Facebook Inc. (FB) is being investigated by the Information Commissioner’s Office in the U.K. after a study showed a psychological experiment influenced what users saw in their news feeds, raising fresh privacy concerns.

A company researcher apologized on June 29 for a test in January 2012 that altered the number of positive and negative comments that almost 700,000 users saw on their online feeds of articles and photos. Disclosure of the experiment prompted some members to express outrage on Twitter about the research as a breach of privacy. The U.K. data regulator’s probe of the social network was reported earlier by the Financial Times.

A spokesman for the ICO said yesterday that the agency would be speaking with Facebook and working with the Irish Data Protection Commissioner to learn more about the circumstances. The ICO is investigating whether the company broke data-protection laws, though it’s too early to tell what part of the law Facebook may have infringed, the Financial Times reported.

The Irish Data Protection Commissioner’s office has been in contact with Facebook on privacy issues, including consent in relation to the research, and is awaiting a full report from the company, said John O’Dwyer, a spokesman for the agency. Facebook’s compliance with European Union law is governed by Ireland, because its European headquarters are in Dublin.

“It’s clear that people were upset by this study and we take responsibility for it,” said Richard Allan, a spokesman for Facebook in the U.K., in an e-mailed statement. “We want to do better in the future and are improving our process based on this feedback. The study was done with appropriate protections for people’s information and we are happy to answer any questions regulators may have.”

Comment Experiment

According to a study published June 17 in the Proceedings of the National Academy of Sciences, the number of positive and negative comments that users saw on their news feeds was changed in January 2012. People shown fewer positive words were found to write more negative posts, while the reverse happened with those exposed to fewer negative terms, according to the trial of random Facebook users.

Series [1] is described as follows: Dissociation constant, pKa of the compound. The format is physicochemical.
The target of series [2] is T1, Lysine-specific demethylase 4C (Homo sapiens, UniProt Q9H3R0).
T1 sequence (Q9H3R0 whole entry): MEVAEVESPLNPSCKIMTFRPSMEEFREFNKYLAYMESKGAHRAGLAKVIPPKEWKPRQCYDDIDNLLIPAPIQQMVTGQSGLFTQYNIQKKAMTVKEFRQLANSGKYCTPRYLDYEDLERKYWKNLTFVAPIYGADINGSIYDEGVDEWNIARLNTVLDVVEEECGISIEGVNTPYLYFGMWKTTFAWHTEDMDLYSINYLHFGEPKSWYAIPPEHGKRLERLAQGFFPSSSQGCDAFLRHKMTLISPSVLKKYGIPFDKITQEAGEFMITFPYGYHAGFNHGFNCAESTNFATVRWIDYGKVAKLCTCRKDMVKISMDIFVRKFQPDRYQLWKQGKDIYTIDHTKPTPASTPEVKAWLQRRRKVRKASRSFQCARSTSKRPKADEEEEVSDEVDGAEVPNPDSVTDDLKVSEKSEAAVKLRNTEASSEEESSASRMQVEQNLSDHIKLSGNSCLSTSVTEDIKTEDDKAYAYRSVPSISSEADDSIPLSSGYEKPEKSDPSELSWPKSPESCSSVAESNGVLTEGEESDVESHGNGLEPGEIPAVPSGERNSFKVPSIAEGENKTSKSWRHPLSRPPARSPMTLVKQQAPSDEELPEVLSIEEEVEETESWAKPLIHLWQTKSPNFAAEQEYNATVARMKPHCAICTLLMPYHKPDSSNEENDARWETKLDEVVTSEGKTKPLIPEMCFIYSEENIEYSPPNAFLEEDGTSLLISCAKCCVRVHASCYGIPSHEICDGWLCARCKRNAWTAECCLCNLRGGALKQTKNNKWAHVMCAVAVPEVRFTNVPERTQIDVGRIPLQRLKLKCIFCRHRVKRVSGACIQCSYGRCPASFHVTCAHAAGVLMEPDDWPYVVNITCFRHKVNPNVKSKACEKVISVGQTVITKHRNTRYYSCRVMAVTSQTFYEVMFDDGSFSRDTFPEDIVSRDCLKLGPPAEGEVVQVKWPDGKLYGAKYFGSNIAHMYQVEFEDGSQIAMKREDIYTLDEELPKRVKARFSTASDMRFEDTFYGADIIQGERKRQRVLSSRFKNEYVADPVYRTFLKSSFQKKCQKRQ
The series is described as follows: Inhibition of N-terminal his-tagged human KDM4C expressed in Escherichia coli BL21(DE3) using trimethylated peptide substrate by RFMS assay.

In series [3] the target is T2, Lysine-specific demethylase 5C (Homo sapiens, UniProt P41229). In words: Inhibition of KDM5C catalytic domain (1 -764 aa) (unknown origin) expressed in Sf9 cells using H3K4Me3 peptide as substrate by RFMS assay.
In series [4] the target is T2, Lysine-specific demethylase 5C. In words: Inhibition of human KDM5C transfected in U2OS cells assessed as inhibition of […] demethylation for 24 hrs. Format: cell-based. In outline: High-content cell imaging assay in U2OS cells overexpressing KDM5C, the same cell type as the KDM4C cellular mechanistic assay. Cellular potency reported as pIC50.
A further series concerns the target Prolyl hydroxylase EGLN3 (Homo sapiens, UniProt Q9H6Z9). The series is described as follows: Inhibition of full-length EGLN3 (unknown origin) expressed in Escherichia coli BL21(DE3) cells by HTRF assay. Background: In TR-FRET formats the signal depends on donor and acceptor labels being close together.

The data showed that online messages influence readers’ “experience of emotions,” which may affect offline behavior, the researchers said.

In a statement on June 29, Facebook said that none of the data in the study was associated with a specific person’s account. Research is intended to make content relevant and engaging, and part of that is understanding how people respond to various content, the Menlo Park, California-based company said.

“We carefully consider what research we do and have a strong internal review process,” Facebook said at the time. “There is no unnecessary collection of people’s data in connection with these research initiatives and all data is stored securely.”

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Facebook reveals news feed experiment to control emotions

It already knows whether you are single or dating, the first school you went to and whether you like or loathe Justin Bieber. But now Facebook, the world's biggest social networking site, is facing a storm of protest after it revealed it had discovered how to make users feel happier or sadder with a few computer key strokes.

It has published details of a vast experiment in which it manipulated information posted on 689,000 users' home pages and found it could make people feel more positive or negative through a process of "emotional contagion".

In a study with academics from Cornell and the University of California, Facebook filtered users' news feeds – the flow of comments, videos, pictures and web links posted by other people in their social network. One test reduced users' exposure to their friends' "positive emotional content", resulting in fewer positive posts of their own. Another test reduced exposure to "negative emotional content" and the opposite happened.

The study concluded: "Emotions expressed by friends, via online social networks, influence our own moods, constituting, to our knowledge, the first experimental evidence for massive-scale emotional contagion via social networks."

Lawyers, internet activists and politicians said this weekend that the mass experiment in emotional manipulation was "scandalous", "spooky" and "disturbing".